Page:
Tuesday, February 20, 2007
FT does Chinese "soft power"
In an article in today's FT (here, subscription required), Gideon Rachman argues that China's "soft power policy is working." It takes three or four paragraphs of anecdotal examples (Mandarin commentary on British football being broadcast in Beijing and the like), but the article's subtext soon becomes apparent: China, according to Rachman, is quickly catching up to the US in its use of soft power.
DeTocq is left scratching his head on this one: why the comparison? Why is Chinese and American soft power framed in this zero-sum-game mentality by which, Rachman argues, for one country to ascend, the other must decline? Here's a good quote that cuts to the meat of Rachman's point: "For a rich, free powerful country to lost a soft power contest to the US seems all but impossible... But in the global battle for hearts and minds, China does have one advantage. It hasn't started any wars lately."
But who cares?
DeTocq is hardly a China expert, but the distinction doesn't seem necessary. Soft power is used as a diplomatic means to serve a country's political and economic ends. Assuming third party governments and companies are relatively rational actors, DeTocq can't think of any situation where China's soft power ascention has a severly negative outcome for the US:
Is the point that this battle royale will somehow effect US or Chinese investment in a third country? Perhaps it might on the margins, but most free market businesses take profit over image, and most dictator-run markets (some of which are being coddled by China without much competition. Just ask Robbie Mugabe) aren't worth the Western investment anyway.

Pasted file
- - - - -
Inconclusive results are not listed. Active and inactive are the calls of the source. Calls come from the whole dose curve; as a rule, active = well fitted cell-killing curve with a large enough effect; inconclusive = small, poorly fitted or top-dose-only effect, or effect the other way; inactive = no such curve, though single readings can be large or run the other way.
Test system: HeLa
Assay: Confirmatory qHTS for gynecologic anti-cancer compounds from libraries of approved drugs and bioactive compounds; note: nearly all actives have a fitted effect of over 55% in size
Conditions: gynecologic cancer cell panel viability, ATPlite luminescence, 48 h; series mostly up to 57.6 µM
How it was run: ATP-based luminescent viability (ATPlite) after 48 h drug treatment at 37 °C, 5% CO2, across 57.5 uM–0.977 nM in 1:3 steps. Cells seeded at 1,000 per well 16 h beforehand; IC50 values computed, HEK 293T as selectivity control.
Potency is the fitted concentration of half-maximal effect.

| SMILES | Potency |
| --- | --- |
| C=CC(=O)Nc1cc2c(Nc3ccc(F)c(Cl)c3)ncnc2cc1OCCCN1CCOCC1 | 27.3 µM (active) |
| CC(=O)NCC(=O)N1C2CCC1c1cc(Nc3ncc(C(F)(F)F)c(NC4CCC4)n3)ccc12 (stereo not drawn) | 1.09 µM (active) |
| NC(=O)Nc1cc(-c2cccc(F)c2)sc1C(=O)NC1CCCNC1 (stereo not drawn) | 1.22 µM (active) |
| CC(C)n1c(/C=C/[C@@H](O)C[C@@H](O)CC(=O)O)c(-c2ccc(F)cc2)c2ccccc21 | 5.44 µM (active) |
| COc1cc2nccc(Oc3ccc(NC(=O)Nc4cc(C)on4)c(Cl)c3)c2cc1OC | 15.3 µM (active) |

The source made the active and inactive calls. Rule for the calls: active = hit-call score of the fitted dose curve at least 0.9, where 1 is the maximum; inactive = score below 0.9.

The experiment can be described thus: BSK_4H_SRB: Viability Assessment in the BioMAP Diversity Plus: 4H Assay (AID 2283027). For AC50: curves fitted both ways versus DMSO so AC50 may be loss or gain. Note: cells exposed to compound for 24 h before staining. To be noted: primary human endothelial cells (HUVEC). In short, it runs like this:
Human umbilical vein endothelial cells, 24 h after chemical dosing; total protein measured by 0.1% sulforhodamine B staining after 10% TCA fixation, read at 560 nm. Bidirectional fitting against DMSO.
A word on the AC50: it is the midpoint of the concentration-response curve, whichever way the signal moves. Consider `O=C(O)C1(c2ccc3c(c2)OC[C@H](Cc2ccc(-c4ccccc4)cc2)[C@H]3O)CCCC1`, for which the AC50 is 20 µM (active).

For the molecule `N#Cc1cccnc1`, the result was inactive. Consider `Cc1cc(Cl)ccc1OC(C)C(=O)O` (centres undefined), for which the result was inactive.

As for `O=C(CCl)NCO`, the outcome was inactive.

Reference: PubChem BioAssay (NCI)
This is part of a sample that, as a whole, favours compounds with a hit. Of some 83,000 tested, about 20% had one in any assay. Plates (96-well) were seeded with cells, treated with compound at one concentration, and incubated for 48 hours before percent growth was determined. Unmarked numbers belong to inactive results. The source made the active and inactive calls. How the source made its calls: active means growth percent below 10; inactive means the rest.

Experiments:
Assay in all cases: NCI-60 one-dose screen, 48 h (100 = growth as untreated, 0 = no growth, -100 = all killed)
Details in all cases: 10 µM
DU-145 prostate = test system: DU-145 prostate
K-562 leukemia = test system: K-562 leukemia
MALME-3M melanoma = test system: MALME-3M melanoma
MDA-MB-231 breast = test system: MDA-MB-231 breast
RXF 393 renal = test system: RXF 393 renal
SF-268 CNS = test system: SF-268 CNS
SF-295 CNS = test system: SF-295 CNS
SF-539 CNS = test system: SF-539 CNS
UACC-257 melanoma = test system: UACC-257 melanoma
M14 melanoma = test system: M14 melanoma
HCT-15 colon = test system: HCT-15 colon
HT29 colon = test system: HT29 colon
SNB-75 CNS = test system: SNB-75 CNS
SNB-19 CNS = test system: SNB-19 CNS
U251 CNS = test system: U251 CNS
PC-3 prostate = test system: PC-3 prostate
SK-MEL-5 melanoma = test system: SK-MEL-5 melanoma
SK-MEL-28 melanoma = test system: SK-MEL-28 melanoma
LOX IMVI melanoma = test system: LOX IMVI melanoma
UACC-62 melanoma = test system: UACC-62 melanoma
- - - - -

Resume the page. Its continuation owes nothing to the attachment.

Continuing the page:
Would China's soft power ascention cause the US to lose a vote in the UN Security Council? No, China can wave that veto flag strongly enough all by its lonesome, thank you.
Would it cause governments to chose sides in a US-China war? Nevermind the overall unlikelihood of that, but generally speaking, China's not likely to face down NATO (even with the likes of Iran or big, bad Zimbabwe in its corner).
Point being that, sure, China's soft power/image/charm offensive might be clicking right now, but DeTocq can't see too many instances where that would directly cost significant American dollars, or (any) lives. Over the last few years, the world has experienced so much black-and-white/us-vs.-them framing of international politics that perhaps it's time we stopped looking at these issues in directly competitive terms. If China gets a little bit stronger, good for them -- there's not much anyone can do to stop them now. Instead, the international community should look to accomodate their growth (economically and diplomatically) and profit it from it (again, economically and diplomatically) instead of fearing it.